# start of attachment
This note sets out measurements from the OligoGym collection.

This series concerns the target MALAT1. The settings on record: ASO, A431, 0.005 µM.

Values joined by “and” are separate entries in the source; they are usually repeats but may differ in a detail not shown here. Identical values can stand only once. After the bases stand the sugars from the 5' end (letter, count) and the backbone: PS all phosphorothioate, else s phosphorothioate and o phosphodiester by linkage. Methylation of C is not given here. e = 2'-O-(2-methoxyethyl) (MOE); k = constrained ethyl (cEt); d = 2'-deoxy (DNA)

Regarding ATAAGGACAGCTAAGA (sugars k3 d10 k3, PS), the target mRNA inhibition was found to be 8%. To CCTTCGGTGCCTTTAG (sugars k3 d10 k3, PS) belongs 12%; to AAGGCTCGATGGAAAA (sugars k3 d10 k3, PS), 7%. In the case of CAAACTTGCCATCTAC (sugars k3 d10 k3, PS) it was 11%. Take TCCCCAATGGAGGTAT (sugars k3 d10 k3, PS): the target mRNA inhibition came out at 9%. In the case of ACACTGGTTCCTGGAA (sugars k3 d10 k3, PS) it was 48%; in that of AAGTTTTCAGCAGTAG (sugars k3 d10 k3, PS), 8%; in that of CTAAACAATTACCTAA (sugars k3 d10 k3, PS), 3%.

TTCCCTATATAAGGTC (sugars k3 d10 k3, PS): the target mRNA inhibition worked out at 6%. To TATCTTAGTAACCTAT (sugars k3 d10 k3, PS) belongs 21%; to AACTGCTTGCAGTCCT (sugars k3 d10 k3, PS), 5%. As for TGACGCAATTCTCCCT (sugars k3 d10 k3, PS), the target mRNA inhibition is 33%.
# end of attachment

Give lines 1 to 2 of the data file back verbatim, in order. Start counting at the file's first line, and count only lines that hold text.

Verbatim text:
This note sets out measurements from the OligoGym collection.

This series concerns the target MALAT1. The settings on record: ASO, A431, 0.005 µM.